His disdain for the mass trend stems from his encouragement to women to find their own strength in individuality. "I just feel like women have so much trouble being taken seriously around the world. I think it's an odd thing to see gangs of women looking the same when they could all look different," he stated. "And I don’t want to tell someone how to look—I mean, I will on a shoot, it's my point of view for artistic creation—but for a woman at home, I think she should really choose how she wants to look. It's for that moment you're in the mirror, and it's like a private moment that is very empowering."

On The Biggest Trend Right Now

PHOTO:

@jameskaliardos

Though he started working on his collection with MAC two years ago, the timing of its release couldn't be better. The makeup trend it puts forth—what Kaliardos names as the biggest trend of 2017—is exactly what the world needs right now. "My line really isn't about a trend," he said. "And I guess that it’s a larger trend, it's a kind of political trend." During the time he was creating his collection he ended up working with Michelle Obama and Hillary Clinton.

In a way it's the trend of diversity, which is a big trend. Far better than a red lipstick trend.

James Kaliardos

"I happened to meet all these powerful women, and it was so interesting to be thinking of all of that as I was making these colors," he reflected. "And how women can use cosmetics to empower themselves and to kind of communicate something about themselves, which they may not even have. A confidence that day or a powerful feeling can be put on your face. You might feel sort of rattled or insecure inside, but you can kind of have a strong eyebrow and go inside your job and get a raise or deal with your mother-in-law or who knows what. Women just have to deal with so much every day, and I just wanted to give them tools so that they could just have one thing they didn't have to really think about."

On How Trends Have Changed

Karliardos stressed that the trends today aren't necessarily new, they're just magnified because of media, particularly social media. "I've been doing [no-makeup makup] since the '90s. I feel like it's never really caught on the way the contour thing finally caught on big time," he aid. "I mean it's funny some things we do really repeatedly—like often backstage we do a full beige mouth, so many makeup artists do that—and I never see anyone in real life wearing that. I just don't."

"I don't know how some trends are born out of the runway and some trends are born out of pop stars and other things from the media," he reflected, noting that while it does make it easier to follow, it also opens up the space for individuality. "Between social media and industries like music there's a lot more room for diversity, so it's good to look at trends from all different places." Kaliardos called out Alicia Keys not wearing makeup as a strong example. "That's a very empowering symbol for a woman—not only am I going in front of all these lights, which are super harsh, and wearing no makeup, but I’m a performer, and I’m just bearing myself—that's great."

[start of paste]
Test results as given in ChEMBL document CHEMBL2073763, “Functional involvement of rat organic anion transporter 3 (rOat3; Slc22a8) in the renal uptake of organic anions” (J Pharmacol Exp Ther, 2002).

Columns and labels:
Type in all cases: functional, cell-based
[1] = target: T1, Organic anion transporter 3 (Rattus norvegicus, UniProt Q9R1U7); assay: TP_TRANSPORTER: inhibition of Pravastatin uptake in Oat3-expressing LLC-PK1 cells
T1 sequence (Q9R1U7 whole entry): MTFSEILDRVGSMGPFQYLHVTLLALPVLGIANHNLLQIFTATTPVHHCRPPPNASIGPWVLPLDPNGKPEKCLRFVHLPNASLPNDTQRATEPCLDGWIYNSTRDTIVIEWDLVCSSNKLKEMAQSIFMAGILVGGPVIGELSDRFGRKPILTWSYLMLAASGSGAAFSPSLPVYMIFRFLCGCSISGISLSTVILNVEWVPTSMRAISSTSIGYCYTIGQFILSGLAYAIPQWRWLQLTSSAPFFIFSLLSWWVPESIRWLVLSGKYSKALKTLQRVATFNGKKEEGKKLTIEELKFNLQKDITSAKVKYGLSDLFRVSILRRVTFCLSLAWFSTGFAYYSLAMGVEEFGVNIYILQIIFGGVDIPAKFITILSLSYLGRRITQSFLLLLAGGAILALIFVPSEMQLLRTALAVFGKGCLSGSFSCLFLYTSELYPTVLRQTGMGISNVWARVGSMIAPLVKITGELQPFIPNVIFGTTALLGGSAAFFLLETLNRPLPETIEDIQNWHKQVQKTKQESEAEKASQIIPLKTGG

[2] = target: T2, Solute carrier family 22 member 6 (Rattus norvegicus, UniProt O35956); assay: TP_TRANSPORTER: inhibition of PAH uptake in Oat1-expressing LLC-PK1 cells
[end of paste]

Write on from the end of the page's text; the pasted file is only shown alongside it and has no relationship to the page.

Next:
On His Collection With MAC

PHOTO:

Courtesy of MAC

"The whole point behind my collection was to do an edited-down version of my kit. I was inspired by my archive. I've kept an archive of MAC for all these years. So we redid a bunch of colors, updated some of them. And just that like, with everything that's in my collection, you can basically do any editorial look I've done in the last 20 years almost—the colors that I really go to, the textures that I really go to all the time." 

Kaliardos describes his collection with MAC as an edit of the tools he's used most often over his years in the industry. "I have like four of my favorite lip colors that I seriously use every single day on the job," he notes, describing his quartet of lipsticks in bright red, a lippy pink, a light coral, and a deep reddish brown. "Then I always tend to sculpt—even during the no-makeup makeup phase I would cheat in a little sculpting on the face and cheat in a little highlighter and a tiny bit of color on the cheek," he admits. His two full face kits serve these needs and come in two shades to include both light and dark skin tones.

It actually is so timely that there's this line out that deals with two skin tones and is all-inclusive. It's about female empowerment and getting the look you want to wear, not a look that I'm telling you to get.

James Kaliardos

"You can go to minimal to max with all the colors," said Kaliardos, who continued to stress that women should use the makeup in whichever way they like. "And then there's two matte eye shadows, which are super classic, one’s gray and one’s brown," he said. "The matte eye shadows you can use wet or dry, and you can do a full smoky eye. Or you can just use it to do more of a soft tone."

Kaliardos also added some playful pieces into the mix. "I have this jumbo 'Penultimate,' which is like a big thing magic marker with a point, which is really easy to do liquid liner with. And these two cool lipglosses which have stacked three colors in each one so you can pick which one you go for and they were just kind of fun. And two diamondy sparkly colors. I feel like makeup should be easy and stuff like that, but it’s also that creative moment. So I put in a couple things that were just fun because it’s makeup."

Shop His Collection